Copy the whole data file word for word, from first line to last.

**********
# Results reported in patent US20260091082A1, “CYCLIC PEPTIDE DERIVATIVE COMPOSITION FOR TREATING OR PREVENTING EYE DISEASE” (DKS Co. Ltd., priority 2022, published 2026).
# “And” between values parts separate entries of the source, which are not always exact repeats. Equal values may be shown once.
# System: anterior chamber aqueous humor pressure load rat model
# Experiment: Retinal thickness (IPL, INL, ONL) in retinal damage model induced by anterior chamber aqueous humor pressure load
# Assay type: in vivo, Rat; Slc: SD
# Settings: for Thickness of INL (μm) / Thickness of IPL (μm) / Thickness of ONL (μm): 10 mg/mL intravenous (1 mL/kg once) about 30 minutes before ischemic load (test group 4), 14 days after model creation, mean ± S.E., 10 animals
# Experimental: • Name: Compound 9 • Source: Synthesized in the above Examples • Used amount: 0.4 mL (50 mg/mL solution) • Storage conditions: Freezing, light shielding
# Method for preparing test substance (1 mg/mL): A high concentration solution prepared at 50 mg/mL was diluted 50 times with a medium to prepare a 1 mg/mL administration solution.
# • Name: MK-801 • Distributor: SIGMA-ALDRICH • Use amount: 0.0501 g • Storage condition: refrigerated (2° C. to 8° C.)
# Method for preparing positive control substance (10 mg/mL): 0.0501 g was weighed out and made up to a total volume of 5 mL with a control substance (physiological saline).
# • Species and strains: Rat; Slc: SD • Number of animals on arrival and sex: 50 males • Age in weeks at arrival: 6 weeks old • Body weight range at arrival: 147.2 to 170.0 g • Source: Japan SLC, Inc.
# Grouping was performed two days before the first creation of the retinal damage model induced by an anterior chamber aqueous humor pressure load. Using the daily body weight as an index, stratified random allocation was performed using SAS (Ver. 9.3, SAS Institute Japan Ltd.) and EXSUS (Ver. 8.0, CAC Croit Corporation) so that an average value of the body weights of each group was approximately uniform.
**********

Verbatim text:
# Results reported in patent US20260091082A1, “CYCLIC PEPTIDE DERIVATIVE COMPOSITION FOR TREATING OR PREVENTING EYE DISEASE” (DKS Co. Ltd., priority 2022, published 2026).
# “And” between values parts separate entries of the source, which are not always exact repeats. Equal values may be shown once.
# System: anterior chamber aqueous humor pressure load rat model
# Experiment: Retinal thickness (IPL, INL, ONL) in retinal damage model induced by anterior chamber aqueous humor pressure load
# Assay type: in vivo, Rat; Slc: SD
# Settings: for Thickness of INL (μm) / Thickness of IPL (μm) / Thickness of ONL (μm): 10 mg/mL intravenous (1 mL/kg once) about 30 minutes before ischemic load (test group 4), 14 days after model creation, mean ± S.E., 10 animals
# Experimental: • Name: Compound 9 • Source: Synthesized in the above Examples • Used amount: 0.4 mL (50 mg/mL solution) • Storage conditions: Freezing, light shielding
# Method for preparing test substance (1 mg/mL): A high concentration solution prepared at 50 mg/mL was diluted 50 times with a medium to prepare a 1 mg/mL administration solution.
# • Name: MK-801 • Distributor: SIGMA-ALDRICH • Use amount: 0.0501 g • Storage condition: refrigerated (2° C. to 8° C.)
# Method for preparing positive control substance (10 mg/mL): 0.0501 g was weighed out and made up to a total volume of 5 mL with a control substance (physiological saline).
# • Species and strains: Rat; Slc: SD • Number of animals on arrival and sex: 50 males • Age in weeks at arrival: 6 weeks old • Body weight range at arrival: 147.2 to 170.0 g • Source: Japan SLC, Inc.
# Grouping was performed two days before the first creation of the retinal damage model induced by an anterior chamber aqueous humor pressure load. Using the daily body weight as an index, stratified random allocation was performed using SAS (Ver. 9.3, SAS Institute Japan Ltd.) and EXSUS (Ver. 8.0, CAC Croit Corporation) so that an average value of the body weights of each group was approximately uniform.